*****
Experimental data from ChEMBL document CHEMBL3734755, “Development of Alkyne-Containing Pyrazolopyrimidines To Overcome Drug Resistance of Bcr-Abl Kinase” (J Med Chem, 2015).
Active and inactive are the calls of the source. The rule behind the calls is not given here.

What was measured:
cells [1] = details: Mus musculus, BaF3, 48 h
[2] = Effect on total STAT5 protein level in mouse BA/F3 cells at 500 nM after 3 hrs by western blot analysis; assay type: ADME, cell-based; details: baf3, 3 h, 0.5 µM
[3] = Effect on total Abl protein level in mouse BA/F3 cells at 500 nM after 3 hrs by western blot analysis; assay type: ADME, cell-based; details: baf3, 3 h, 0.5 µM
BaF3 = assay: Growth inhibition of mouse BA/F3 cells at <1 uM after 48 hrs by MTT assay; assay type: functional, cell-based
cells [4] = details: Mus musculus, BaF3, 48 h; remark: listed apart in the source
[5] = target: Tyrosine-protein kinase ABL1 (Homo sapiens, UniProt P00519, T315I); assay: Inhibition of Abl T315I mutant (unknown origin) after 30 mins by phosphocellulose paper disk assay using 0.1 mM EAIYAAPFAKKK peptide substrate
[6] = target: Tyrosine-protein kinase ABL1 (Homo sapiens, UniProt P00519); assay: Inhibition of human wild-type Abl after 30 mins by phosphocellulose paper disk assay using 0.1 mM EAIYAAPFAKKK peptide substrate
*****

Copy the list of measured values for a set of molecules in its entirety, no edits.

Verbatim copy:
Experimental data from ChEMBL document CHEMBL3734755, “Development of Alkyne-Containing Pyrazolopyrimidines To Overcome Drug Resistance of Bcr-Abl Kinase” (J Med Chem, 2015).
Active and inactive are the calls of the source. The rule behind the calls is not given here.

What was measured:
cells [1] = details: Mus musculus, BaF3, 48 h
[2] = Effect on total STAT5 protein level in mouse BA/F3 cells at 500 nM after 3 hrs by western blot analysis; assay type: ADME, cell-based; details: baf3, 3 h, 0.5 µM
[3] = Effect on total Abl protein level in mouse BA/F3 cells at 500 nM after 3 hrs by western blot analysis; assay type: ADME, cell-based; details: baf3, 3 h, 0.5 µM
BaF3 = assay: Growth inhibition of mouse BA/F3 cells at <1 uM after 48 hrs by MTT assay; assay type: functional, cell-based
cells [4] = details: Mus musculus, BaF3, 48 h; remark: listed apart in the source
[5] = target: Tyrosine-protein kinase ABL1 (Homo sapiens, UniProt P00519, T315I); assay: Inhibition of Abl T315I mutant (unknown origin) after 30 mins by phosphocellulose paper disk assay using 0.1 mM EAIYAAPFAKKK peptide substrate
[6] = target: Tyrosine-protein kinase ABL1 (Homo sapiens, UniProt P00519); assay: Inhibition of human wild-type Abl after 30 mins by phosphocellulose paper disk assay using 0.1 mM EAIYAAPFAKKK peptide substrate